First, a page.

I think this points to a deeper, more meaningful delineation among the Eldar that on the surface (literally, too, as in Middle-earth) appears to be a division among clans or tribes in order to establish lines of allegiance and lineage, as well as a division of labor.

Great topic. []

[ 04-05-2008, 09:36 PM: Message edited by: Silmahtar ]

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Eluchil
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quote:
For instance, the Teleri loved the the maritime arts -- shipbuilding, sailing etc.
That has to do with music :
quote:
Then Enel claimed the right of third choice, and he said: 'I choose these twenty-four to be my companions.' Again the elf-men woke their spouses; and for many days the sixty Elves dwelt by the stream, and soon they began to make verse and song to the music of the water.

[...]

But the Lindar, above all the other Quendi, from their beginning were most in love with water, and sang before they could speak.

Cuivienyarna.


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Roll of Honor Silmahtar
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But refers to The Music, the Ainulindalë, each group adhered to in its own way. The Teleri were drawn more to the sea, so it's only natural the would have become mariners.
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Roll of Honor Thorin
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Or the music of the voice of Ulmo.
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The Dread Pirate Roberts
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Seems to me those are almost the same thing, or at least closely related. Doesn't the voice of Ulmo run throughout the sea and all waters not defiled by Morgoth?
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Eluchil
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quote:
And it is said by the Eldar that in water there lives yet the echo of the Music of the Ainur more than in any substance else that is in this Earth; and many of the Children of Ilúvatar hearken still unsated to the voices of the Sea, and yet know not for what they listen.

Ainulindalë.


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The Dread Pirate Roberts
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Yeah, that's one of the quotes I was thinking of, Eluchil. Thanks.
There is also this:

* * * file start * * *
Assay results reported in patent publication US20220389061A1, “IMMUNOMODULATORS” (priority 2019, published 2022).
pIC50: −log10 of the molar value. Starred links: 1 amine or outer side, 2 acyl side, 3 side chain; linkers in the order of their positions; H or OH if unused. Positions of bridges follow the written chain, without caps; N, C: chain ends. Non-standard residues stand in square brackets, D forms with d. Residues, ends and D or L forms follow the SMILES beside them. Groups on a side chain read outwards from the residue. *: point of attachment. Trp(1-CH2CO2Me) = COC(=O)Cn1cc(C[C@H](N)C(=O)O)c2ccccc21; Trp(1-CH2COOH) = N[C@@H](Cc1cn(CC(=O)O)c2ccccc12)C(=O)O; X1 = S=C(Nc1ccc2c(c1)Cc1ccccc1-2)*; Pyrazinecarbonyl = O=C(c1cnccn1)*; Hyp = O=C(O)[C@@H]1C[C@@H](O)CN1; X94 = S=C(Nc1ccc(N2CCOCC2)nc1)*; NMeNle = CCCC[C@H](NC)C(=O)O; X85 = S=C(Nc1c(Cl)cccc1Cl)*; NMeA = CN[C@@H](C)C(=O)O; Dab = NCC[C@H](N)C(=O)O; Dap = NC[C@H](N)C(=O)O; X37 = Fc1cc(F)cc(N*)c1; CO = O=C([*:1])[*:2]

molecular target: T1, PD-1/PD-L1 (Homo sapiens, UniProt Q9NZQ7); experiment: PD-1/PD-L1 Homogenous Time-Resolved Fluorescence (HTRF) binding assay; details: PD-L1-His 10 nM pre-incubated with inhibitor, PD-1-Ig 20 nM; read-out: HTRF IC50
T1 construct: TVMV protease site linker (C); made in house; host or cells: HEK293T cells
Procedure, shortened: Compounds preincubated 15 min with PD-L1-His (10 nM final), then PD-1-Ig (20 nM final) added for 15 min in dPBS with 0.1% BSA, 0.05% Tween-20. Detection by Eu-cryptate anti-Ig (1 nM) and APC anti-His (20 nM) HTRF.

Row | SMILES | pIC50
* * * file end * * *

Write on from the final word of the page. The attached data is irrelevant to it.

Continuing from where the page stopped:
quote:
'Hear the words of the Lord of Waters!' said they to the King. 'Thus he spoke to Círdan the Shipwright: 'The Evil of the North has defiled the springs of Sirion, and my power withdraws from the fingers of the flowing waters. But a worse thing is yet to come forth.

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Galin
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quote:
Noldor are also referred to as the "Deep Elves" or "delvers" (I think The Hobbit uses that term); this seems descriptive of their preferred type of dwelling (Formenos, Nargothrond), as well as their friendship with Aulë. Does "deep" refer to their predilection for wisdom as well?
Flieger and Rateliff think so:

'While 'Deep' might seem an odd epithet, Tolkien seems to have meant the word in the dictionary sense of 'learned, wise,' for he glosses the name Noldor as 'a name of wisdom'. Verlyn Flieger, Splintered Light

'That is, the Deep-elves are so called because of their knowledge ('deep' in the sense of profound), not because they live underground.' John Rateliff, note 31, In The Halls Of The Elvenking, The History of The Hobbit

Back in The Shaping of Middle-Earth Tolkien had written out a few Old English words in reference to the second kindred: Éadwine, goldelfe, eorthelfe, déopelfe, Rædend-- Christopher Tolkien states that he is not sure of the meaning of Rædend, though it clearly refers to the knowledge, and desire for knowledge, of the Noldor.

Eorthelfe must be 'Earth-elf' (compare for example OE Eorthdraca 'Dragon that lives in the earth'). The OE word déop is said to mean: I 'Deep, profound, awful mysterious' II deepness, depth abyss'. Another word Déopnes includes the meanings: 'depth, abyss, profundity, subtlety, cunning' (according to Clark Hall at least)

Of course this is fairly early stuff from HME IV, but perhaps interesting.

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Hamfast Gamgee
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The Valar referred to Feanor as 'yea Noldor,' anyway!